Interest rates on short-term Treasury bills fell in Monday's auction with rates on three-month bills dipping to their lowest level since early May.
The Treasury Department auctioned $40 billion in three-month bills at a discount rate of 0.250 percent, down from 0.305 percent last week. Another $36 billion in six-month bills was auctioned at a discount rate of 0.426 percent, down from 0.500 percent last week.
The three-month rate was the lowest since those bills averaged 0.240 percent on May 9. The six-month rate was the lowest since those bills averaged 0.395 percent on Aug. 1.
The discount rates reflect that the bills sell for less than face value. For a $10,000 bill, the three-month price was $9,993.68, while a six-month bill sold for $9,978.77. That would equal an annualized rate of 0.254 percent for the three-month bills and 0.427 percent for the six-month bills.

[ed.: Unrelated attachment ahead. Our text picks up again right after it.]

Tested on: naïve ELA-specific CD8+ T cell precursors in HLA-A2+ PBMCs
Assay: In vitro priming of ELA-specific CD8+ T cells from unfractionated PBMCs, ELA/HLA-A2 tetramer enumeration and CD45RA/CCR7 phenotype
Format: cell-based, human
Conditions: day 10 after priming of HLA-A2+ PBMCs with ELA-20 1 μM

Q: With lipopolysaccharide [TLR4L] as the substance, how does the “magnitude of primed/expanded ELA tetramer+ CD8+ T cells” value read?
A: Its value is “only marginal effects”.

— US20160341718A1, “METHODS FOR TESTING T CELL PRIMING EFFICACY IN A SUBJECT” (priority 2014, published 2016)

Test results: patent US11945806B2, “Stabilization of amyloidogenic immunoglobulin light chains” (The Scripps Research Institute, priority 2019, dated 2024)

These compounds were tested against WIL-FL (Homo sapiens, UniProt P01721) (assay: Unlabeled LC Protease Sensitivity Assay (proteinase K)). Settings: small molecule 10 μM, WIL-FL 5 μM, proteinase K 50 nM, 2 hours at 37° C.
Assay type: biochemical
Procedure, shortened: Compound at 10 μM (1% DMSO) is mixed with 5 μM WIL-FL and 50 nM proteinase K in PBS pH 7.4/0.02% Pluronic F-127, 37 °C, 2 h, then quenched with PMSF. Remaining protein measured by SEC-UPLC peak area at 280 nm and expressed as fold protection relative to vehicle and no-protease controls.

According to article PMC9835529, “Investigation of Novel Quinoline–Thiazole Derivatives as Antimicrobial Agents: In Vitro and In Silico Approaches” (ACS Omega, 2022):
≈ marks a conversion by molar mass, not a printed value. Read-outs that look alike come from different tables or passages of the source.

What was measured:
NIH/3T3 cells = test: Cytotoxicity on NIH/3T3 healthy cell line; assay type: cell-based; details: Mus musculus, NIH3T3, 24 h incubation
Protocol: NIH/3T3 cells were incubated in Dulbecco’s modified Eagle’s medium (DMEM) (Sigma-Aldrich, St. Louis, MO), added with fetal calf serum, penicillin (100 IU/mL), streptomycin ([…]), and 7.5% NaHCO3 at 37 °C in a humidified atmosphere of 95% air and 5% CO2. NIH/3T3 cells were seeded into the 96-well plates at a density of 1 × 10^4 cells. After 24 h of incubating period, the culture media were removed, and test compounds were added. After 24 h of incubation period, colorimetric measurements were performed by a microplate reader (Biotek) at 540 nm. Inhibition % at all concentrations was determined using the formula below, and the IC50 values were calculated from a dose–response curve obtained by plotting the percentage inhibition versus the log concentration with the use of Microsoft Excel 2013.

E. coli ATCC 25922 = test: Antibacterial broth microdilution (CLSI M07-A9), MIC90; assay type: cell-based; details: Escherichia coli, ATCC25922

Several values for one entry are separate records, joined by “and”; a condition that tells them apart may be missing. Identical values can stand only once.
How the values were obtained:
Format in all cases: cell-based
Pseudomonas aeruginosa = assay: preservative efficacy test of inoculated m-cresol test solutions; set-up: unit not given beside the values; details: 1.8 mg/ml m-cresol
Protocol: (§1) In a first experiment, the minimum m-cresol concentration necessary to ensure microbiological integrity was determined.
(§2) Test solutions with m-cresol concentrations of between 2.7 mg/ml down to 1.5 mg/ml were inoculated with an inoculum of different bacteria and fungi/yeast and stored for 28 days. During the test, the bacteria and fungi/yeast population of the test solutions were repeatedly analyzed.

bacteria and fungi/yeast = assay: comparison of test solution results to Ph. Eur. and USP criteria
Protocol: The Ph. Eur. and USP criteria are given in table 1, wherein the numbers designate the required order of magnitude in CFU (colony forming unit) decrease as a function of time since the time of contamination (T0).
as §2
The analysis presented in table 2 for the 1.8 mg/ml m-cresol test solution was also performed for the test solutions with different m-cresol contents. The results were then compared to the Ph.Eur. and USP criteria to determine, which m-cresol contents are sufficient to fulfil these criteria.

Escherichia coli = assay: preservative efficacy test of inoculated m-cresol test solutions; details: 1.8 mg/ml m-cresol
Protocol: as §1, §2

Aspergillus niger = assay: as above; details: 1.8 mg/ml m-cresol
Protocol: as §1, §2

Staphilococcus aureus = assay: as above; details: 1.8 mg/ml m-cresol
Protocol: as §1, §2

Separately, the Federal Reserve said Monday that the average yield for one-year Treasury bills, a popular index for making changes in adjustable rate mortgages, edged down to 0.60 percent last week from 0.61 percent the previous week.